The other thing I tried was to paint without my glasses on. I’m extremely nearsighted. I attempted to paint what I saw in order to achieve an impressionistic rendering. At the very end I put my glasses back on to add a little detail. This “trick” really worked. It helped me ignore the details and see the whole. I became much more aware of colors and values and basic shapes.
This started as a scribbling texture test that turned into the sky above the mountains and evolved from there. Reminds me of the high mountain lakes of the Cascades. I really like the way the sky turned out and the colors in the lake.
This one was more of a construction than a drawing. I have a hard time making a clean black line in Brushes. Usually I get a ragged line that’s 2 or 3 pixels wide and I have to undo or go in with white and attempt to clean up the line. Very laborious! It was a good lesson.
I did the layout in Photoshop. I scanned the Touch on a flatbed scanner and used that image for the outermost iPod. I also photographed my hand holding the iPod and I pasted that image onto the screen of each iPod rotating it a bit to the left each time. There are actually 10 levels of iPods in the reference photo. In Brushes I was only able to draw 6 levels. The limiting factor was the wide of the line. I used the same (smallest) line width throughout the drawing.
The idea came to me while drawing the Hand X-Ray. Initially I was going to call it “Refrigerator Art” and use the line drawing on the screen of the iPod and photograph it hanging on the refrigerator. But after experimenting with it, I found I preferred the line drawing by itself.
This is a “gag” drawing. I wanted to hold the iPod in my left hand and make it look like it was taking an x-ray. (See below). I used Google image search to find several hand x-rays which I used to learn what x-rays looked like. Bones are denser on the edges. I then drew the hand outline to line up with my hand as I held the iPod and filled in the bones looking at the reference photos for ideas about detail and shading. Later I discovered that several people had written X-Ray apps for the iPhone/Touch. So, the idea was not unique.
This is my second try at sketching on location. I drew this in late afternoon in about 20 minutes. I tried letting color define the shape. Instead of drawing the shapes first and then filling in with color, I looked at and then painted in the local color. The overlapping colors then defined the shapes. This worked well in the lower part of the stems and in the flowers themselves.
Here’s a comparison shot of the sketch and the subject.
I’m just experimenting with line weight. Brushes has 3 different brushes and I wanted to compare the smallest setting of each brush to see if they looked different. I think brush #2 gives a slightly finer line.
When you save the large version as a tiff in Brushes Viewer, you lose some contrast. So, I increased the contrast a bit in Photoshop using Curves.
This is my first attempt at doing a 10 minute sketch on location. It’s pretty primitive, but it does capture the idea of the scene. I was trying to get the basic shapes, colors and tonalities. What caught my eye were the interesting shadows of the limbs cast on the lawn and the daffodils. I had two difficulties – keeping an eye on the time and seeing the iPod’s screen in the bright sunlight. Next time I think I’ll set an alarm on my watch so I won’t have to keep checking the time.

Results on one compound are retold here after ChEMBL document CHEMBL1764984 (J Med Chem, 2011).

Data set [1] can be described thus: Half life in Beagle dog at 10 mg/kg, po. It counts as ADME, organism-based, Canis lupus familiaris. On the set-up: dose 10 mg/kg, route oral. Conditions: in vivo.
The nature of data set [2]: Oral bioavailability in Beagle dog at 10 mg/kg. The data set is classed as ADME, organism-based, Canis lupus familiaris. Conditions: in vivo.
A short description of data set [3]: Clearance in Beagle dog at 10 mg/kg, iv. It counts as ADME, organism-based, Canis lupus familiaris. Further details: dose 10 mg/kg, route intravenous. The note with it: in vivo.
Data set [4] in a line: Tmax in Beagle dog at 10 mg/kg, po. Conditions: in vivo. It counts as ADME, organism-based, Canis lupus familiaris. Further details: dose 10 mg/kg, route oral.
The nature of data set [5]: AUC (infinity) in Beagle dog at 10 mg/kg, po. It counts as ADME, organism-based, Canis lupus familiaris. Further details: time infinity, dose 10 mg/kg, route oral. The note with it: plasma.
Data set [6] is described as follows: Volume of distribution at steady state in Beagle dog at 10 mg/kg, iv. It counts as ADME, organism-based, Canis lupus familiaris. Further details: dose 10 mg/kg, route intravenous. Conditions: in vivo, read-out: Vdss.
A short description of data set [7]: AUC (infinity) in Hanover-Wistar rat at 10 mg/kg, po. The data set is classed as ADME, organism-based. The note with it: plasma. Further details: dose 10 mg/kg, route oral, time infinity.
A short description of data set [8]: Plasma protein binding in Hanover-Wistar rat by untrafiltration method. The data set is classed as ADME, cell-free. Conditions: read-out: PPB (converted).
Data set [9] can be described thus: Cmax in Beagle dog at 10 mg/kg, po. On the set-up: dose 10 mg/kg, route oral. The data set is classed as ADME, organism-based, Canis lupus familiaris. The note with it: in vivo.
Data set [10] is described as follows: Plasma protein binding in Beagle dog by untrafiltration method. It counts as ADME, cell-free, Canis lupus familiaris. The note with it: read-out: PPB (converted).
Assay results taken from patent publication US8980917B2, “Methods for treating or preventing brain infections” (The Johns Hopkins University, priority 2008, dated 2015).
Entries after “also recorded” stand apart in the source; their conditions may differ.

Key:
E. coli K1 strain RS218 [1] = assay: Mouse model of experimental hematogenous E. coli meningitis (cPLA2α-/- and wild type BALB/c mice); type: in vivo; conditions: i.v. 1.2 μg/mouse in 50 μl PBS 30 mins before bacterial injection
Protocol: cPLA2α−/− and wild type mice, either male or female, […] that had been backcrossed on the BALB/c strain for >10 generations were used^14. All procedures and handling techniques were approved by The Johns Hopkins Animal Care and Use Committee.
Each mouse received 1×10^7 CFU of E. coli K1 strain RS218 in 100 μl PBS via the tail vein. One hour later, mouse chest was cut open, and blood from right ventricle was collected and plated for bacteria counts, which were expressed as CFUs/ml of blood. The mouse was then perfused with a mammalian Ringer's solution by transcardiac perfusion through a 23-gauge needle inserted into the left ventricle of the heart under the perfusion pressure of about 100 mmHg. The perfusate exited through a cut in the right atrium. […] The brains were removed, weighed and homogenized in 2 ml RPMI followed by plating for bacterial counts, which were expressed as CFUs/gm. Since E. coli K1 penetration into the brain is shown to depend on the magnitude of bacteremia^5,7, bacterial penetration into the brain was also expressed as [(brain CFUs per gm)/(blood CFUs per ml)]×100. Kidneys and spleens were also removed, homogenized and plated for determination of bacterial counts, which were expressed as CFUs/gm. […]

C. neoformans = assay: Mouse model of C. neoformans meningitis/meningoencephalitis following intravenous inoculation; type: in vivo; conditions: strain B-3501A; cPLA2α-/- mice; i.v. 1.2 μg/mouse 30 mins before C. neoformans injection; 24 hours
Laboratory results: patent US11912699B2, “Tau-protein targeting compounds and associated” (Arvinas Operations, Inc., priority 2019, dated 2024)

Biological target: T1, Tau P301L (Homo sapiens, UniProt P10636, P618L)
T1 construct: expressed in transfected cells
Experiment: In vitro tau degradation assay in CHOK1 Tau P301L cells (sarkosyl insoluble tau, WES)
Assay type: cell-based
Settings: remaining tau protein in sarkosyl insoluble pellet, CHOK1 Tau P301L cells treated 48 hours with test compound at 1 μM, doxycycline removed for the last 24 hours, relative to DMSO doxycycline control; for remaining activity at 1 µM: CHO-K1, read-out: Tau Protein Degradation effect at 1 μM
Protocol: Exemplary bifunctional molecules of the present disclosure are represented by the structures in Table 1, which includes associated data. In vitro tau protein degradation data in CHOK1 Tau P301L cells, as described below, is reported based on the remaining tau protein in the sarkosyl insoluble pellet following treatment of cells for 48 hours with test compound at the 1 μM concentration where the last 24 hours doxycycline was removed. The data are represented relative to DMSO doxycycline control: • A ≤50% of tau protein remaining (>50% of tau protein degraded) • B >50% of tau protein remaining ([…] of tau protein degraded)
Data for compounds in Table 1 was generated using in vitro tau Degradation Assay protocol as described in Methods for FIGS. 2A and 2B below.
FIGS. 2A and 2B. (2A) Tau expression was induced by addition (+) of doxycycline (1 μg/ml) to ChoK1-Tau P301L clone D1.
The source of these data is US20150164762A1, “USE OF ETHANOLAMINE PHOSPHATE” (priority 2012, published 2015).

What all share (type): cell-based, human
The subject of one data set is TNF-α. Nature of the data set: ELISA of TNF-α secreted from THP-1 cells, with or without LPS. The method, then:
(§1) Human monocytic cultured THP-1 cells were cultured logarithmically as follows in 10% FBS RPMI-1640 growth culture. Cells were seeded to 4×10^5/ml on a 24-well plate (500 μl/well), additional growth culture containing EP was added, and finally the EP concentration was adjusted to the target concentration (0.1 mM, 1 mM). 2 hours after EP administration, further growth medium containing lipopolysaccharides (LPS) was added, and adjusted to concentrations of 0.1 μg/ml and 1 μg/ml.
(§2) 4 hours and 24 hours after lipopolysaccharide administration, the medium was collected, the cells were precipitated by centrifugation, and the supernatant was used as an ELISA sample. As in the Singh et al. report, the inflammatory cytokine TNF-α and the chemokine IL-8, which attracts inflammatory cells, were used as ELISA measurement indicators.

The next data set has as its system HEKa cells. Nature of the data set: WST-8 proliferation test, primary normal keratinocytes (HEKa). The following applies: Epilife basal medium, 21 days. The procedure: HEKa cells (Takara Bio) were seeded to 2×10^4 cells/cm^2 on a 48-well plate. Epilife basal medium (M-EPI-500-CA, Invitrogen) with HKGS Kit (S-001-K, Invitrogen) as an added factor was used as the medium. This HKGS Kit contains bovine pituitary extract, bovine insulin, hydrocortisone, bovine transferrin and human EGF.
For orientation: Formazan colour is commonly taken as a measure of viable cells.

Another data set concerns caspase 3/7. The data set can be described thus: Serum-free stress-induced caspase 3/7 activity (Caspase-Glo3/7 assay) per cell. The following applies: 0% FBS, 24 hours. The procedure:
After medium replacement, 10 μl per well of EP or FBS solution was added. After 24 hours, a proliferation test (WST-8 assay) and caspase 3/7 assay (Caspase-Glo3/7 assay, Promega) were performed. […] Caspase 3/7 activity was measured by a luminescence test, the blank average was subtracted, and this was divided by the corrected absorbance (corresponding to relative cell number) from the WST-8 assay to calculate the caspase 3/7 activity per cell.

I discovered something surprising. There’s a lot of detail in the blown up image done in Brushes Viewer. Look at the daffodils for instance. I found I could use this large image to experiment with various cropped versions of the scene.
Here’s a version of the same tree done with Oil Canvas, another paint program for the iPhone/Touch. You start with a photo and use different sized brushes to ‘paint’ the image by drawing color from the photo.
I made the soup. My wife made the bowl.
This is an experiment to see if I can post directly from my iPod Touch. Looks like it worked. I first save from Brushes to my Saved Photos. Then I email the photo to Posterous.
This painting took me 2 or 3 hours to complete over a couple of days. I worked by looking at a reference photo on my MacBook while painting on the Touch.
It’s difficult to draw straight lines in Brushes on the Touch. I thought doing a Mondrian would test my skills. I researched several Mondrian paintings on the internet to see which colors he typically used. Believe it or not I started out the painting with a black background. I then blocked in the colors leaving a ragged black line between them and then, using a small, clear ruler I drew in thicker black lines over the ragged ones. I had to do a bit of touch up in the corners of the colors. If you look closely, you can see I left some imperfections in the lines. Also, I discovered that when you paint large sections of color, you have to go over the area several times in order to achieve a smooth, even color. If you don’t, you can see the brush strokes. Look closely and you’ll see some blotches.
In this painting I applied what I learned in Texture Study 1 to a real scene. I worked from a photo that I took in our backyard looking northeast. I spent 3 or 4 hours on this one over the course of two days. As I painted on the Touch I looked at the reference photo on my MacBook. I started by painting the gradated blue of the sky. This was the most difficult part as there is no easy way to make a blended color in Brushes. I then used the #3 brush set to large to paint the clouds. I saved the image at that point and the next day I made a duplicate Brushes document and added the trees. I first did the birches in the middle and then the maple on the right. Finally I added in the three firs on the left. I used an acetate sheet overlay on the Touch and traced (with water soluble ink so I could easily wipe it off) the outline of the three firs from the reference photo on my Touch. Then I went back into Brushes and used the overlay to check the placement and size of the firs. I had started them too small and too far to the left so I had to paint over my original fir trees. I really like the way the trees turned out – especially the birches in the middle.
Here’s the reference photo for comparison. I didn’t start with importing the reference photo into Brushes. I started with a blank canvas and just looked at reference
while I painted.